Pakistan skipper Babar Azam has set his sights on a maiden T20I century in the upcoming series against England as he tries to tackle a quick transition in formats.
The idea of a T20 ton is not too far-fetched for Babar as he has recorded three triple-figure scores in the shortest format, though none at the international level.
He was the standout performer for Somerset during last year's T20 Blast competition where he even smacked a glorious hundred against Hampshire in Southampton.
The 25-year-old's highest score in T20Is is an unbeaten 97 against West Indies a couple of years back at the National Stadium, Karachi.
Given his esteemed calibre, Babar remarked he had the hunger to go big and was keen on converting his starts into match-defining innings.
“That is always in the back of my mind whenever I play. I yearn to score a century in T20Is and to be honest, my aim is to score one in this series,” Babar told reporters on the eve of the first T20I.
"I regret not being able to convert my starts into huge scores but this is a learning process. I have analysed my mistakes and intend not to repeat them here."
Babar, the world's top-ranked T20I batsman, also faces the challenge of a swift turnaround from the Test assignment recently completed against the hosts.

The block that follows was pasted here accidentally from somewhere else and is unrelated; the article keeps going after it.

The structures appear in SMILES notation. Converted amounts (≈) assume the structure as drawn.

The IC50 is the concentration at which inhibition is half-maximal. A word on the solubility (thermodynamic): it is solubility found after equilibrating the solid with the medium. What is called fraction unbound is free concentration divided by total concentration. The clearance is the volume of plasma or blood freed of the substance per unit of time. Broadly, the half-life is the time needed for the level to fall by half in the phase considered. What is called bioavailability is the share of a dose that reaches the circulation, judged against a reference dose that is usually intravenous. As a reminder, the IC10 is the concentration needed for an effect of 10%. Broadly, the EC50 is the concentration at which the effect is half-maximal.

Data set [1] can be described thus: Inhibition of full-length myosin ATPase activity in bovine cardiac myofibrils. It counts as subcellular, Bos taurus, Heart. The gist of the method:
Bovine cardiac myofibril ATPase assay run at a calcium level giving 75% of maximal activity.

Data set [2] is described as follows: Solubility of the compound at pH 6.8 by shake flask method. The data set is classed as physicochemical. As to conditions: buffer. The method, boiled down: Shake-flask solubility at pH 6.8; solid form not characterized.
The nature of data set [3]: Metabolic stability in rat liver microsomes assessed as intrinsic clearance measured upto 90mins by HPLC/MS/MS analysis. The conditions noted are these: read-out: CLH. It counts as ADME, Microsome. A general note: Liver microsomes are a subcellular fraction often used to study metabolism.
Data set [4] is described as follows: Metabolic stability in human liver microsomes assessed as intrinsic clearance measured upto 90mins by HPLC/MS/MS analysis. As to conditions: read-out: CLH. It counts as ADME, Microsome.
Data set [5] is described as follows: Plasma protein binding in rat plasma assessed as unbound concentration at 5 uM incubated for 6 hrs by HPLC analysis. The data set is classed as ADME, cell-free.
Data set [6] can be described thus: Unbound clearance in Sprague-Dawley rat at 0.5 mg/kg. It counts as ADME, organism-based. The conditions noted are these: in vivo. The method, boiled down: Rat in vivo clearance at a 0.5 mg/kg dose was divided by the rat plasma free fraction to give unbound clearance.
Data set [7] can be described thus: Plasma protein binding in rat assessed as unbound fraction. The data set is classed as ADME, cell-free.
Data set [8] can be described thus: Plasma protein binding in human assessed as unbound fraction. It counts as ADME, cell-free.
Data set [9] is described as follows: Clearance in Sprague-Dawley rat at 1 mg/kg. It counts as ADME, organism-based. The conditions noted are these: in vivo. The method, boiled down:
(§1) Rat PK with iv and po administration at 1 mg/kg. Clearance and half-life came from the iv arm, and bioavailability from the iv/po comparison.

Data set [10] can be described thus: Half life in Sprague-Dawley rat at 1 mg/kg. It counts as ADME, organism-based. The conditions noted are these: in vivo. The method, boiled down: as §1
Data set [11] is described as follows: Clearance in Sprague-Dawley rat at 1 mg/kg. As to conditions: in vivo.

Although Babar enters the series in good touch fresh from a half-century in the final Test, he will have to do well to adjust to the demands of T20 cricket in Manchester.
"It's really difficult to come from red-ball to white-ball," Babar conceded.
"We only got one day for practice, yesterday we had a little bit with the white ball. It's all in the mindset, we hope that we will come up with a good performance."
Pakistan do harbour the presence of white-ball specialists in their line-up and Babar felt these cricketers had been provided with enough time to get in the groove.
"Our T20-specific players have been practising so the aim is to win the series. We will not take England lightly as they have good white-ball players too."
Babar hinted at the potential promotion in the batting order for leg-spin all-rounder Shadab Khan, who starred with the bat during the Pakistan Super League earlier this year.
The Islamabad United captain mostly batted at No. 4 throughout the unfinished tournament and blasted 263 runs at an average of 37.57 and a strike rate in excess of 159.
"The way Shadab batted in the PSL and the way he performed in bowling, it is in front of you. We are also thinking of utilising him as much as possible and may send him up the order if the situation requires," Babar said of the 21-year-old who played in the first Test.
Responding to doubts over Pakistan's inexperienced pace bowling arsenal besides Mohammad Amir and Wahab Riaz, Babar asked for patience while judging the likes of Haris Rauf, Mohammad Hasnain and Naseem Shah.
"When these young bowlers come through the PSL, you have to give them time in the middle and they can only become better after spending more time with senior players."